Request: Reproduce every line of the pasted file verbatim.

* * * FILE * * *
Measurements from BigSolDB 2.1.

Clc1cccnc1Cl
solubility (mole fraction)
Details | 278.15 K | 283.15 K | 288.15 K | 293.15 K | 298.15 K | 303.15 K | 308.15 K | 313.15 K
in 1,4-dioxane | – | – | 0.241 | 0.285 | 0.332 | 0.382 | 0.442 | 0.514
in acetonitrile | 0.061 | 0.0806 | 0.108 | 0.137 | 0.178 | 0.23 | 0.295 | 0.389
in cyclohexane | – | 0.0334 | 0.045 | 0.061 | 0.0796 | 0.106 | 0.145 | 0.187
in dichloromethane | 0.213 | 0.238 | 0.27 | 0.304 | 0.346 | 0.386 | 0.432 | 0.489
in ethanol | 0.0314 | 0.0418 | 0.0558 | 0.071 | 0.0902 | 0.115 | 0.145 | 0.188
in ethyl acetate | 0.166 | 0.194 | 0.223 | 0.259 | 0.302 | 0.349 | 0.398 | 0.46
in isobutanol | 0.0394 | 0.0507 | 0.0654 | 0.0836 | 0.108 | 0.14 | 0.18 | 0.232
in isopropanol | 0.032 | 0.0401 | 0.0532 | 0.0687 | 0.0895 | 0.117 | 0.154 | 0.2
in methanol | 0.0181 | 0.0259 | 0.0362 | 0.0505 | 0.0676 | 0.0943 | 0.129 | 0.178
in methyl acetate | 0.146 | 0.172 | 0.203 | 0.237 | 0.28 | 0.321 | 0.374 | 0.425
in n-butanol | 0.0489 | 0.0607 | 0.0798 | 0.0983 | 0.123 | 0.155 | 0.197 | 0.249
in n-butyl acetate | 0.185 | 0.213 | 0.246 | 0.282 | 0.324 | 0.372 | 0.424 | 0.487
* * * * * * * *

Measurements from BigSolDB 2.1.

Clc1cccnc1Cl
solubility (mole fraction)
Details | 278.15 K | 283.15 K | 288.15 K | 293.15 K | 298.15 K | 303.15 K | 308.15 K | 313.15 K
in 1,4-dioxane | – | – | 0.241 | 0.285 | 0.332 | 0.382 | 0.442 | 0.514
in acetonitrile | 0.061 | 0.0806 | 0.108 | 0.137 | 0.178 | 0.23 | 0.295 | 0.389
in cyclohexane | – | 0.0334 | 0.045 | 0.061 | 0.0796 | 0.106 | 0.145 | 0.187
in dichloromethane | 0.213 | 0.238 | 0.27 | 0.304 | 0.346 | 0.386 | 0.432 | 0.489
in ethanol | 0.0314 | 0.0418 | 0.0558 | 0.071 | 0.0902 | 0.115 | 0.145 | 0.188
in ethyl acetate | 0.166 | 0.194 | 0.223 | 0.259 | 0.302 | 0.349 | 0.398 | 0.46
in isobutanol | 0.0394 | 0.0507 | 0.0654 | 0.0836 | 0.108 | 0.14 | 0.18 | 0.232
in isopropanol | 0.032 | 0.0401 | 0.0532 | 0.0687 | 0.0895 | 0.117 | 0.154 | 0.2
in methanol | 0.0181 | 0.0259 | 0.0362 | 0.0505 | 0.0676 | 0.0943 | 0.129 | 0.178
in methyl acetate | 0.146 | 0.172 | 0.203 | 0.237 | 0.28 | 0.321 | 0.374 | 0.425
in n-butanol | 0.0489 | 0.0607 | 0.0798 | 0.0983 | 0.123 | 0.155 | 0.197 | 0.249
in n-butyl acetate | 0.185 | 0.213 | 0.246 | 0.282 | 0.324 | 0.372 | 0.424 | 0.487